More Michiganders to travel this Thanksgiving weekend, AAA projects

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More Michiganders are expected to travel this Thanksgiving weekend than in recent years, according to industry expert projections.

AAA Auto Group estimates more than 1.7 million state residents will travel 50 miles or more during the extended holiday weekend. That would be an increase of 2.6%, or about 43,000 residents, compared to this time last year.

Travel projections suggest more Michiganders will travel by both ground and air, with a vast majority of residents driving to their destinations (87%). Increased traffic could mean highway congestion and arrival delays. So, experts suggest residents plan accordingly.

“Travel demand has been strong all year and that trend will continue with one of the busiest Thanksgivings on record,” Debbie Haas, vice president of travel for AAA, said in a prepared statement. “With more people taking to the roads, skies, rails and sea; travelers should expect congested roads and longer lines at transportation terminals. AAA encourages travelers to develop their plan now, leave early, and be courteous to others.”

If AAA’s projections prove correct, Michigan could have its busiest Thanksgiving weekend for air travel in more than 20 years. The expected 178,000 Michiganders planning to fly would be an 8.5% increase from 2022.

When it comes to the busiest travel days for the Thanksgiving holiday, AAA expects Tuesday and Wednesday to be most popular for flying out of the state, and Sunday and Monday to be most popular for return flights.

The busiest day on the roads should be Wednesday, with average travel times as high as 80% longer than normal in some metro areas, according to INRIX, a provider of transportation data. Experts recommend leaving in the morning or after 6 p.m. to avoid the heaviest traffic.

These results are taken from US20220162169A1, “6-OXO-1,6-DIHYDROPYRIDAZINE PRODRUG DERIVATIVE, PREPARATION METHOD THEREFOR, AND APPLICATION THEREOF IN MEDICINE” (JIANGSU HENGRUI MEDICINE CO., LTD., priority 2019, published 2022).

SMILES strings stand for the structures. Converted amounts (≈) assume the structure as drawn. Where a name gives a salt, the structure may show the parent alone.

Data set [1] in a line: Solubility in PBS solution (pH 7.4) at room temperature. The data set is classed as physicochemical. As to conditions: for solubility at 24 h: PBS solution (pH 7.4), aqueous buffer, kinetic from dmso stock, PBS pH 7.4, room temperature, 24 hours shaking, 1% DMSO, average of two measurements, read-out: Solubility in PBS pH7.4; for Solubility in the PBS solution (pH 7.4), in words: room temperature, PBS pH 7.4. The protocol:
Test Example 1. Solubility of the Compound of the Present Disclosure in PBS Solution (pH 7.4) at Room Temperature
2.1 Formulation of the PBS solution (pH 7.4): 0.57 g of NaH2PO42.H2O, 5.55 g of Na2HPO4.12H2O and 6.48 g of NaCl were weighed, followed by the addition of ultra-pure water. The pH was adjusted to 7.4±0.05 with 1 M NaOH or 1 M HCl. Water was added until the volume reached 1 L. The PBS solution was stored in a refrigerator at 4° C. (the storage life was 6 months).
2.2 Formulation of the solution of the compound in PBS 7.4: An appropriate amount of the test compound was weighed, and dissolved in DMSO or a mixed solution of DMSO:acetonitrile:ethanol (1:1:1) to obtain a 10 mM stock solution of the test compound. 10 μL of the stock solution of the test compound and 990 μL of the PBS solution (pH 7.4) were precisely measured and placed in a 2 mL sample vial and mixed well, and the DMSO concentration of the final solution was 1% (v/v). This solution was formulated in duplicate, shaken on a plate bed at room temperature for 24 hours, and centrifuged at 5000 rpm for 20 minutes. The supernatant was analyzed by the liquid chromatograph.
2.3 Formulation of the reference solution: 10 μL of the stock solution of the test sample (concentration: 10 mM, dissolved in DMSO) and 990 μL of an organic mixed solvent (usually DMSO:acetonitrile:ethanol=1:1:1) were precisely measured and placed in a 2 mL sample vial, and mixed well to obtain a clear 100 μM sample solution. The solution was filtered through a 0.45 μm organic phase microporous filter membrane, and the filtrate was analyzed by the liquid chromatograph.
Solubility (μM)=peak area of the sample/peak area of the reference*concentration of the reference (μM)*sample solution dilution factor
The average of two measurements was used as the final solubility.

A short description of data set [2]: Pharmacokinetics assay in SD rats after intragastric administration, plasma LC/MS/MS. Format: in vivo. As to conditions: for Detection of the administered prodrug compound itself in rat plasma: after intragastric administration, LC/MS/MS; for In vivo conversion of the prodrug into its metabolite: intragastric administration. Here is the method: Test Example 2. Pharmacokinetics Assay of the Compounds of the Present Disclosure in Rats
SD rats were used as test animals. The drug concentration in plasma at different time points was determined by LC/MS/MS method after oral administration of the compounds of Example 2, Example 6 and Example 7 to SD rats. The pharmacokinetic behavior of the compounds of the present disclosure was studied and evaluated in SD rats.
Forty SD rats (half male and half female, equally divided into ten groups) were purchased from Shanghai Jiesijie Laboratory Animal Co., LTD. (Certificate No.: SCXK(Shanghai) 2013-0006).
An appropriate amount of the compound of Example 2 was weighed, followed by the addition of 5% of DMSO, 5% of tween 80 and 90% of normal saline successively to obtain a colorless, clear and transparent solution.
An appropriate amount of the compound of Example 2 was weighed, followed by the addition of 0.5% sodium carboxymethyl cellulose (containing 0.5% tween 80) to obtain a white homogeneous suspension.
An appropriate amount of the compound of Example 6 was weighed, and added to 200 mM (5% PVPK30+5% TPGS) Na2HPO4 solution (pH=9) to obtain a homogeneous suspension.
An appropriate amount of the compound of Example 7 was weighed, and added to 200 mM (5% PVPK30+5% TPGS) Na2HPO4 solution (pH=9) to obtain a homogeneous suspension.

Road travel on Saturday or Sunday is best before noon, and worst between 3 p.m. and 5 p.m., according to INRIX.

“The day before Thanksgiving is notoriously one of the most congested days on our roadways. Travelers should be prepared for long delays, especially in and around major metros,” Bob Pishue, transportation analyst at INRIX, said in a prepared statement. “Knowing when and where congestion will build can help minimize holiday traffic frustrations. We advise drivers to use traffic apps, local (Department of Transportation) notifications, and 511 services for real-time updates.”

Unlike past years, Michigan’s weather forecast doesn’t appear too messy for the holiday weekend. The state may get some rain or light snow Tuesday, but it’s looking dry for Wednesday morning through most of Sunday, according to MLive Meteorologist Mark Torregrossa.

AAA’s travel estimates are determined using household survey information from travel data company DK Shifflet, in combination with economic variables compiled by the data firm S&P Global Market Intelligence.

Nationally, 55.4 million Americans are expected to travel for Thanksgiving. This would be the third-highest travel forecast since AAA began tracking holiday travel in 2000.

AAA offers additional road travel tips, including:

  • Get a full vehicle inspection before setting out on your trip.
  • Leave early and allow extra time for your trip.
  • Identify alternate routes in case you encounter congestion.
  • Avoid distractions while driving.
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